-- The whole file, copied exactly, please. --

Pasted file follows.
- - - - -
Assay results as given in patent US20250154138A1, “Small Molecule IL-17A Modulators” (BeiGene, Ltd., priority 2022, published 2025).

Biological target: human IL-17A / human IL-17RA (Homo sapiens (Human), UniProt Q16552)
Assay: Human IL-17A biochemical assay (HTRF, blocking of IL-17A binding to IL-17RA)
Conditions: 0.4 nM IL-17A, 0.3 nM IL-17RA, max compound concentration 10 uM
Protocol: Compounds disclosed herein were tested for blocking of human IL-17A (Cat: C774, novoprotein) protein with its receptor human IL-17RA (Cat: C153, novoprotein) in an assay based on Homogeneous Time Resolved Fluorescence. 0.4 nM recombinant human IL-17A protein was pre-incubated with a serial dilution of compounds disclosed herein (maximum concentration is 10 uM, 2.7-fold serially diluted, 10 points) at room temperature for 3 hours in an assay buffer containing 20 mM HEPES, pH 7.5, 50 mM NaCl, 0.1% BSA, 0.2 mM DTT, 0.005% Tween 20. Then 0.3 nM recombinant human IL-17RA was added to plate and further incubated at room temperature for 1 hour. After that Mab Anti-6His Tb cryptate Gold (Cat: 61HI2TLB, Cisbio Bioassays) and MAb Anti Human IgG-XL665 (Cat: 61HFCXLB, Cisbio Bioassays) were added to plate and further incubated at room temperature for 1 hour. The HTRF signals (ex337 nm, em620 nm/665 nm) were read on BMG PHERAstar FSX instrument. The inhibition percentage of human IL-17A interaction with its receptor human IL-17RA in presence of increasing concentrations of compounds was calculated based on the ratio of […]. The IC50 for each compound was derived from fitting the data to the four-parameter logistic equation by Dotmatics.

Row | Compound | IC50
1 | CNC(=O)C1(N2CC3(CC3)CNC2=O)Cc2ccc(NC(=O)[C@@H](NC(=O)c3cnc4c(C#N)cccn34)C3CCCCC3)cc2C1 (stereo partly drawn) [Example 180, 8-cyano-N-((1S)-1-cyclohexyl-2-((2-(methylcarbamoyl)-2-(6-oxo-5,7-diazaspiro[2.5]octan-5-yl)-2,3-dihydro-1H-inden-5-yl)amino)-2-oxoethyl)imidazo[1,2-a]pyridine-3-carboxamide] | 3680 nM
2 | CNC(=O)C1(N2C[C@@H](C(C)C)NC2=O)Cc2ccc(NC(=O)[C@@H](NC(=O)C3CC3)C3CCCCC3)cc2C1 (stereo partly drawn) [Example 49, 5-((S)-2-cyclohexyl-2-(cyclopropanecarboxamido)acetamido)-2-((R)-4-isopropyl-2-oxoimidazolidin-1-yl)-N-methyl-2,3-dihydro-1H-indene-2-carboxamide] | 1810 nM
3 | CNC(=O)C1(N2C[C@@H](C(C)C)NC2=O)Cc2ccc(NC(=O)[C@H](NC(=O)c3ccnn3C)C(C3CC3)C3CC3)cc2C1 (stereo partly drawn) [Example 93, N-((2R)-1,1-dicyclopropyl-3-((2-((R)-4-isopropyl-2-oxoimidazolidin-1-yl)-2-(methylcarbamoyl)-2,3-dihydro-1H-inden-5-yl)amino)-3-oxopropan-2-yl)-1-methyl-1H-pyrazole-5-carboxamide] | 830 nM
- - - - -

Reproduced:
Assay results as given in patent US20250154138A1, “Small Molecule IL-17A Modulators” (BeiGene, Ltd., priority 2022, published 2025).

Biological target: human IL-17A / human IL-17RA (Homo sapiens (Human), UniProt Q16552)
Assay: Human IL-17A biochemical assay (HTRF, blocking of IL-17A binding to IL-17RA)
Conditions: 0.4 nM IL-17A, 0.3 nM IL-17RA, max compound concentration 10 uM
Protocol: Compounds disclosed herein were tested for blocking of human IL-17A (Cat: C774, novoprotein) protein with its receptor human IL-17RA (Cat: C153, novoprotein) in an assay based on Homogeneous Time Resolved Fluorescence. 0.4 nM recombinant human IL-17A protein was pre-incubated with a serial dilution of compounds disclosed herein (maximum concentration is 10 uM, 2.7-fold serially diluted, 10 points) at room temperature for 3 hours in an assay buffer containing 20 mM HEPES, pH 7.5, 50 mM NaCl, 0.1% BSA, 0.2 mM DTT, 0.005% Tween 20. Then 0.3 nM recombinant human IL-17RA was added to plate and further incubated at room temperature for 1 hour. After that Mab Anti-6His Tb cryptate Gold (Cat: 61HI2TLB, Cisbio Bioassays) and MAb Anti Human IgG-XL665 (Cat: 61HFCXLB, Cisbio Bioassays) were added to plate and further incubated at room temperature for 1 hour. The HTRF signals (ex337 nm, em620 nm/665 nm) were read on BMG PHERAstar FSX instrument. The inhibition percentage of human IL-17A interaction with its receptor human IL-17RA in presence of increasing concentrations of compounds was calculated based on the ratio of […]. The IC50 for each compound was derived from fitting the data to the four-parameter logistic equation by Dotmatics.

Row | Compound | IC50
1 | CNC(=O)C1(N2CC3(CC3)CNC2=O)Cc2ccc(NC(=O)[C@@H](NC(=O)c3cnc4c(C#N)cccn34)C3CCCCC3)cc2C1 (stereo partly drawn) [Example 180, 8-cyano-N-((1S)-1-cyclohexyl-2-((2-(methylcarbamoyl)-2-(6-oxo-5,7-diazaspiro[2.5]octan-5-yl)-2,3-dihydro-1H-inden-5-yl)amino)-2-oxoethyl)imidazo[1,2-a]pyridine-3-carboxamide] | 3680 nM
2 | CNC(=O)C1(N2C[C@@H](C(C)C)NC2=O)Cc2ccc(NC(=O)[C@@H](NC(=O)C3CC3)C3CCCCC3)cc2C1 (stereo partly drawn) [Example 49, 5-((S)-2-cyclohexyl-2-(cyclopropanecarboxamido)acetamido)-2-((R)-4-isopropyl-2-oxoimidazolidin-1-yl)-N-methyl-2,3-dihydro-1H-indene-2-carboxamide] | 1810 nM
3 | CNC(=O)C1(N2C[C@@H](C(C)C)NC2=O)Cc2ccc(NC(=O)[C@H](NC(=O)c3ccnn3C)C(C3CC3)C3CC3)cc2C1 (stereo partly drawn) [Example 93, N-((2R)-1,1-dicyclopropyl-3-((2-((R)-4-isopropyl-2-oxoimidazolidin-1-yl)-2-(methylcarbamoyl)-2,3-dihydro-1H-inden-5-yl)amino)-3-oxopropan-2-yl)-1-methyl-1H-pyrazole-5-carboxamide] | 830 nM